Short version: Do the methods (or other things the function uses to solve the equations like time steps or error estimates) that NDSolveValue uses by default depend on the types and quantity of equations passed to it? If so, is there an easy way to see what is automatically being used in different cases? I really just need to be more aware of the ways I can look under the hood at how Mathematica is solving my equations. Below is more background and specifics if needed.
EDIT The answer by MichaelE2 below gives good things I can edit in NDSolve, but what if I want to look at what NDSolve is doing automatically in each case? How can I see what methods, time steps, errors, etc. are being used at specific points in the time integration?
I am attempting to solve multiple coupled, first order, ordinary differential equations using NDSolveValue. Here is the background. I am modeling some processes that take place in a biological cell. I have a set of 11 coupled differential equations representing various quantities for a single cell. I am then looking at a "grid" of cells (a cell tissue). Currently, each cell is independent from all other cells, but each cell does differ with respect to a single parameter that depends on the location of the cell in the tissue. Since we have independent cells, what I have been doing is just using NDSolveValue to solve the set of 22 equations (11 deqs and 11 initial conditions) multiple times, once for each cell. Currently I am looking at about 250 cells, so I am calling NDSolve 250 times, each time giving it 22 equations.
I now want to include a term in one of the differential equations that actually couples certain cells together. The basic form of the term just looks like
where fluxIP3 is what is coupling the cells together, and gjPerm is just a parameter that sets the strength of this coupling. Because of this new term, I now have to specify 11 separate dependent variables for each cell. Therefore, the new way I am using NDSolveValue is giving it 250*22 equations (number of cells*number of equations) all at once, but only calling it one time. To check that my new code is the same as the old code, I have set the gjPerm parameter to 0. So the only difference between the old and new methods is that I am solving the equations for all of the cells at once rather than solving the equations multiple times for each cell.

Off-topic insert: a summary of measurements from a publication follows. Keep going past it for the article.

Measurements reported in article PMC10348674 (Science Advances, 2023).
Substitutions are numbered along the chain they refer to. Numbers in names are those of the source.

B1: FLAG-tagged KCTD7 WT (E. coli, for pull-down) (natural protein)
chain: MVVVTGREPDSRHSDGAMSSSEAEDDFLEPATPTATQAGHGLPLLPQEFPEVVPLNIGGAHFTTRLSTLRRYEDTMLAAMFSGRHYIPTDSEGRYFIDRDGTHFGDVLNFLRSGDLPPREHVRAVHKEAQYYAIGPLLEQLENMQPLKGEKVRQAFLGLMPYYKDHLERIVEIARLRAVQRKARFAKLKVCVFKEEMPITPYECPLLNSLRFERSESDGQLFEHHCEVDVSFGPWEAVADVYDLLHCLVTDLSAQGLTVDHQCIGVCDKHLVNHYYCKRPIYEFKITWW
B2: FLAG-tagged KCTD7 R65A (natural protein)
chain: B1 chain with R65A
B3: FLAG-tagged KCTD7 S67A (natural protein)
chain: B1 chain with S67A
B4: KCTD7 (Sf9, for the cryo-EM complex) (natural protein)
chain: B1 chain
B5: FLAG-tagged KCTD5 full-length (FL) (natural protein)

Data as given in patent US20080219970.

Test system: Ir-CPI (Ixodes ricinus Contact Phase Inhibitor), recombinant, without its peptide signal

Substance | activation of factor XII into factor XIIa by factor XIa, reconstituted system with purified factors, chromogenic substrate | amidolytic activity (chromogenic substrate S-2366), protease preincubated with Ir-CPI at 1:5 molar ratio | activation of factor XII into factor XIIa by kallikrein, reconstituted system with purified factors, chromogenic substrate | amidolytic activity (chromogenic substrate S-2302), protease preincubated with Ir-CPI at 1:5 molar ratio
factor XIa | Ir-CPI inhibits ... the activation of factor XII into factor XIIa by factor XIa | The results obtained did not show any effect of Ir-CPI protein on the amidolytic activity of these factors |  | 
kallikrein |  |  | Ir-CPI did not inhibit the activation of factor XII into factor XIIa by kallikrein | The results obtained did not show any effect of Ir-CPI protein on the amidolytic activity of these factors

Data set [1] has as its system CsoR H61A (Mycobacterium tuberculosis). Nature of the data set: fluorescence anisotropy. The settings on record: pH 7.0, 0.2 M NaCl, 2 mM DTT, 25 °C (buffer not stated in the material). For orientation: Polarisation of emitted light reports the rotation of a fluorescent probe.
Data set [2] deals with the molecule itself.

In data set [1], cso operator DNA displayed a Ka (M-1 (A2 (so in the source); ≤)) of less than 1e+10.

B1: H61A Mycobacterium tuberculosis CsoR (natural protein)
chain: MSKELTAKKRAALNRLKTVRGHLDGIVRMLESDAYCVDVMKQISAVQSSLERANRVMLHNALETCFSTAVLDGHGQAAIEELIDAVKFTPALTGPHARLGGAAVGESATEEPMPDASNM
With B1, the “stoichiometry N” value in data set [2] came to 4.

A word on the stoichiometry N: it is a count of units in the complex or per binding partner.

The issue I am having is that some (not all) of the solutions for a cell are different between the old and new methods. Below are three examples. One where the solutions match, and two where they do not. The plots are a signal value with respect to time (the independent variable in the differential equations).
Plotting the maximum difference between the new and old solutions for each cell shows how some solutions match and some do not. The parameter that differentiates one cell from another is determined randomly, so there is nothing to be gained from looking at which cells are messing up just in terms of the cell number on the horizontal axis.
I have tried making the new code from the old code multiple ways, but I have gotten the same results. Therefore, I do not believe that I have made a mistake in the code. The next thought I am having is that Mathematica is solving the equations differently since the old way only involves solving 22 equations whereas the new version solves 250*22 equations. As evident from the examples, it seems like differences arise in cells where this signal is too high for too long. How can I check how Mathematica is treating these equations, and does anyone have any advice as to solving multiple differential equations? I just need a good way to "look under the hood" I guess. But maybe I am approaching this all wrong, so really anything is appreciated.
I am also wondering which numeric solution is closer to the actual solution. I am guessing that the solution where I pass fewer equations to NDSolve is better, but if someone thinks otherwise let me know.